In North Carolina, which requires vaccine providers to collect race and ethnicity data, hospital systems and community groups conducted door-to-door canvassing and hosted pop-up clinics at a theme park, a bus station clarks shoes uk and churches. Over the summer, the African American share of the vaccinated population began to more closely mirror the African American share of the general population.

In Mississippi, which has one of the country’s worst vaccination rates and began similar endeavors, 38% of people who have started the vaccine process are Black, a share that is roughly equal to the Black share of Mississippi’s population.

And in Alabama, public awareness campaigns and rides to vaccination sites helped transform dismal inoculation rates. A store owner and county commissioner in Panola, a tiny rural town near the Mississippi border, led the effort to vaccinate nearly all of her majority Black community.

Today, about 40% of Black Alabama residents — up from about 28% in late April — have had at least one dose, a feat in a state that has ranked among the lowest in overall vaccination rates and highest in per capita deaths from COVID-19. About 39% of white people in the state have had one dose, up from 31% in late April.

Health officials and community leaders say that those who remain unvaccinated have pointed to concerns about how quickly the vaccines were developed and what their long-term health effects might be, plus disinformation such as whether they contain tracking devices or change people’s DNA. The damage wrought by the government-backed trials in Tuskegee, in which Black families were misled by health care professionals, also continues to play a role in some communities, helping to explain why some African Americans have still held out.

“It’s less about saying, ‘This racial ethnic group is more hesitant, more unwilling to get vaccinated,’ and more about saying, ‘You know, this group of people in this given area or this community doesn’t have the information or access they need to overcome their hesitancy,’ ” said Nelson Dunlap, chief of staff for the Satcher Health Leadership Institute at the Morehouse School of Medicine in Atlanta.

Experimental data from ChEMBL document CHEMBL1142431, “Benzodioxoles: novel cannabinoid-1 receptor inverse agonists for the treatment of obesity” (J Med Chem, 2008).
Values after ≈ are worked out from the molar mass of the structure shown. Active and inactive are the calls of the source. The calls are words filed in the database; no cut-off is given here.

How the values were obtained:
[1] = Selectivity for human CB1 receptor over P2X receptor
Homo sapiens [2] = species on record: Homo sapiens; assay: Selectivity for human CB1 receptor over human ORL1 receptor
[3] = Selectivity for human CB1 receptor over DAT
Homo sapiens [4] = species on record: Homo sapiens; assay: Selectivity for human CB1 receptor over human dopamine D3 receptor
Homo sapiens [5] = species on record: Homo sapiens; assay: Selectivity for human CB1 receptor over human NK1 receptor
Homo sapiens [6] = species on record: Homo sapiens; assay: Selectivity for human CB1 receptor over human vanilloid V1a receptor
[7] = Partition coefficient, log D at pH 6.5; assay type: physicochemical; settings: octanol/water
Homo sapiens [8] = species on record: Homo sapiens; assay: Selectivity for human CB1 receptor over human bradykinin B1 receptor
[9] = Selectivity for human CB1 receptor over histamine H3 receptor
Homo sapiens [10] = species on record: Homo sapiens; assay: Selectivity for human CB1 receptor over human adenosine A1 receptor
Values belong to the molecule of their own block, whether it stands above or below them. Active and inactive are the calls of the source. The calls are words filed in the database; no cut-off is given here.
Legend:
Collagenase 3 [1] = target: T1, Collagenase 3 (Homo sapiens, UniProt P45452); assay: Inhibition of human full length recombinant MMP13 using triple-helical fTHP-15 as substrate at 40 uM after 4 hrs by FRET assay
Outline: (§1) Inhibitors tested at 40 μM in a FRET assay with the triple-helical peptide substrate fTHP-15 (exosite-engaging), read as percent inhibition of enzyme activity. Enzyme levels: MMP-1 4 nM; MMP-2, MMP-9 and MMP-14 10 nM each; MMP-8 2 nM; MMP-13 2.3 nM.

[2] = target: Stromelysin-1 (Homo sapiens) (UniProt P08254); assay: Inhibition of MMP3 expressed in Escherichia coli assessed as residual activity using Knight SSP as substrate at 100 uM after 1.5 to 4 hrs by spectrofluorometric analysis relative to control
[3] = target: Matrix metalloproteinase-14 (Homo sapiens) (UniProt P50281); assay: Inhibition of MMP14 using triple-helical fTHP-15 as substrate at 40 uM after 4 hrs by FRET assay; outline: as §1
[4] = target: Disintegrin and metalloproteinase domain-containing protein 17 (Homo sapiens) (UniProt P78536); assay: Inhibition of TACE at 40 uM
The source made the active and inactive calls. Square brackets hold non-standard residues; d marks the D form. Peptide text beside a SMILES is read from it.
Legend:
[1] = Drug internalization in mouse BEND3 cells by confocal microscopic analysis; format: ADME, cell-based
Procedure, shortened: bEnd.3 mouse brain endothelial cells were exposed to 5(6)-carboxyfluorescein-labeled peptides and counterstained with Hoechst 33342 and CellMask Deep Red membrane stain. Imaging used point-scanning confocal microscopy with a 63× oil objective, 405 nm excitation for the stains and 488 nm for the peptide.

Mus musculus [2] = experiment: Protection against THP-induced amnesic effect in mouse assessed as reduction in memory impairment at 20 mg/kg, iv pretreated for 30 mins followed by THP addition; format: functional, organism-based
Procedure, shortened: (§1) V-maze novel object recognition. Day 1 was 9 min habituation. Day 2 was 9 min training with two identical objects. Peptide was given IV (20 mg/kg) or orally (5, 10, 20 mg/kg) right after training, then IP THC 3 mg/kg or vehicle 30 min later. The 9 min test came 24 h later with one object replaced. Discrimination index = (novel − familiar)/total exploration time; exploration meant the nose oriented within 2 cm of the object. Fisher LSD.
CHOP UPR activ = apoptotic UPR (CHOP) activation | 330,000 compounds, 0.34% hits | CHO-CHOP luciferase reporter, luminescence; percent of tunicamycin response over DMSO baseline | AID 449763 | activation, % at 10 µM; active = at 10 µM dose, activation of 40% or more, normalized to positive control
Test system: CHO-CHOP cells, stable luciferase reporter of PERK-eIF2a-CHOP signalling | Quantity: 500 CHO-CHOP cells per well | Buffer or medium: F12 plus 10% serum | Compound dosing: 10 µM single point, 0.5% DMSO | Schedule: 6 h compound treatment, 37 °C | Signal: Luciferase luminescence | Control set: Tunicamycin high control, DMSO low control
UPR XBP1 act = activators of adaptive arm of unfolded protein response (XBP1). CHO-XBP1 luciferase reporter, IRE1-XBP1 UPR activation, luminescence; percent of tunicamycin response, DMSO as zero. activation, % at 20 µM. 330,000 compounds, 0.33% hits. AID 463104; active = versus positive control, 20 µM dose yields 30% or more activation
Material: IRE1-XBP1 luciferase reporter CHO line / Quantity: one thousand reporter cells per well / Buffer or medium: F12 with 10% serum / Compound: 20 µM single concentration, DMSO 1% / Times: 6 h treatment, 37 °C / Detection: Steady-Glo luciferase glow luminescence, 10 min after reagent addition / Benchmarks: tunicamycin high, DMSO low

When the U.S. Public Health Service began what it called the “Tuskegee Study of Untreated Syphilis in the Negro Male,” 600 Black men — 399 with syphilis and 201 without the disease — were told they would be treated for so-called bad blood in exchange for free medical exams, meals and burial insurance. In reality, treatment was withheld. Even after penicillin was discovered as an effective treatment, most did not receive the antibiotic.

The experiment began in 1932 and did not stop until 1972, and only after it was exposed in a news article. The surviving men and the heirs of those who had died were later awarded a settlement totaling about $10 million, and the exposure of the study itself eventually led to reforms in medical research. Still, the damage endured.

“Few families escaped the study. Everyone here knows someone who was in the study,” said Omar Neal, 64, a radio show host and former Tuskegee mayor who counts three relatives in the study and who wavered on a vaccine before finally getting one, his mind changed by the rising number of deaths. “And the betrayal — because that is what the study was — is often conjured whenever people are questioning something related to mistrusting medicine or science.”

Rueben C. Warren, director of the National Center for Bioethics in Research and Health Care at Tuskegee University, said the study was a real example in the long line of medical exploitation and neglect experienced by Black Americans, eroding trust in the government and health care systems.

“The questions being asked about the vaccine should be understood in the larger context of historic inequities in health care,” Warren said. “The hope, of course, is they finally decide to get the vaccine.”

A national campaign led by the Ad Council and COVID Collaborative, a coalition of experts, tackled the hesitation. This summer, a short-form documentary including descendants of the men in the Tuskegee study was added to the campaign.

When Deborah Riley Draper, who created the short-form documentary, interviewed descendants of the Tuskegee study, she was struck by how shrouded it was in myths and misconceptions, such as the false claim that the government had injected the men with syphilis.

“The descendants’ message was clear that African Americans are as much a part of public health as any other group and we need to fight for access and information,” she said.

In Macon County, Alabama, which has a population of about 18,000 and is home to many descendants of the Tuskegee trials, about 45% of Black residents have hey dude shoes received at least one vaccine dose. Community leaders, including those who are part of a task force that meets weekly, attribute the statistic, in part, to local outreach and education campaigns and numerous conversations about the difference between the Tuskegee study and the coronavirus vaccines.